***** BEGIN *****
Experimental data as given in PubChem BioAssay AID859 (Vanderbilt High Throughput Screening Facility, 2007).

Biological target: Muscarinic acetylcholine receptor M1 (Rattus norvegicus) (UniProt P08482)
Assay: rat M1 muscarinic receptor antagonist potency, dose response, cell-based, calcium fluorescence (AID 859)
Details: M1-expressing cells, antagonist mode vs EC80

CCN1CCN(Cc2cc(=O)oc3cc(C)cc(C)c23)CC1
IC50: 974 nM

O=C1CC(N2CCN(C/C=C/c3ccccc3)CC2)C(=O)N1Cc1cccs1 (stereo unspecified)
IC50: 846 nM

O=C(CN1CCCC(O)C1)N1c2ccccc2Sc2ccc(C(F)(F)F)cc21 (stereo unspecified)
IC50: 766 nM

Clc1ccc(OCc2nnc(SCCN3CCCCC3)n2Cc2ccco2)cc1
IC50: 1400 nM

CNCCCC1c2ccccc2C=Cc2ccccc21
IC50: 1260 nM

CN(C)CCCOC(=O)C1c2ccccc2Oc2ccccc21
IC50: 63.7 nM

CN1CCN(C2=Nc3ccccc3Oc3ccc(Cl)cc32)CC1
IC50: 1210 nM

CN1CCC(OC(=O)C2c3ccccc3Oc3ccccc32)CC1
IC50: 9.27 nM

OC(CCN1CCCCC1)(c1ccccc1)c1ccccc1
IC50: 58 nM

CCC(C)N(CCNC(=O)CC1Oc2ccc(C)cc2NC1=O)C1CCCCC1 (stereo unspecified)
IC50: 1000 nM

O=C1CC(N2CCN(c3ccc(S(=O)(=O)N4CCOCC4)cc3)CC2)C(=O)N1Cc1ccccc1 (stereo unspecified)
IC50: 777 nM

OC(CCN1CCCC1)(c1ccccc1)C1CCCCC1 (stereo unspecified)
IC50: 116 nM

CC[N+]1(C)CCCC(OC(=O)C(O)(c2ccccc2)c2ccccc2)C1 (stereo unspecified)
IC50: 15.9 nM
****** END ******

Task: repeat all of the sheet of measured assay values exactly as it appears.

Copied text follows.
Experimental data as given in PubChem BioAssay AID859 (Vanderbilt High Throughput Screening Facility, 2007).

Biological target: Muscarinic acetylcholine receptor M1 (Rattus norvegicus) (UniProt P08482)
Assay: rat M1 muscarinic receptor antagonist potency, dose response, cell-based, calcium fluorescence (AID 859)
Details: M1-expressing cells, antagonist mode vs EC80

CCN1CCN(Cc2cc(=O)oc3cc(C)cc(C)c23)CC1
IC50: 974 nM

O=C1CC(N2CCN(C/C=C/c3ccccc3)CC2)C(=O)N1Cc1cccs1 (stereo unspecified)
IC50: 846 nM

O=C(CN1CCCC(O)C1)N1c2ccccc2Sc2ccc(C(F)(F)F)cc21 (stereo unspecified)
IC50: 766 nM

Clc1ccc(OCc2nnc(SCCN3CCCCC3)n2Cc2ccco2)cc1
IC50: 1400 nM

CNCCCC1c2ccccc2C=Cc2ccccc21
IC50: 1260 nM

CN(C)CCCOC(=O)C1c2ccccc2Oc2ccccc21
IC50: 63.7 nM

CN1CCN(C2=Nc3ccccc3Oc3ccc(Cl)cc32)CC1
IC50: 1210 nM

CN1CCC(OC(=O)C2c3ccccc3Oc3ccccc32)CC1
IC50: 9.27 nM

OC(CCN1CCCCC1)(c1ccccc1)c1ccccc1
IC50: 58 nM

CCC(C)N(CCNC(=O)CC1Oc2ccc(C)cc2NC1=O)C1CCCCC1 (stereo unspecified)
IC50: 1000 nM

O=C1CC(N2CCN(c3ccc(S(=O)(=O)N4CCOCC4)cc3)CC2)C(=O)N1Cc1ccccc1 (stereo unspecified)
IC50: 777 nM

OC(CCN1CCCC1)(c1ccccc1)C1CCCCC1 (stereo unspecified)
IC50: 116 nM

CC[N+]1(C)CCCC(OC(=O)C(O)(c2ccccc2)c2ccccc2)C1 (stereo unspecified)
IC50: 15.9 nM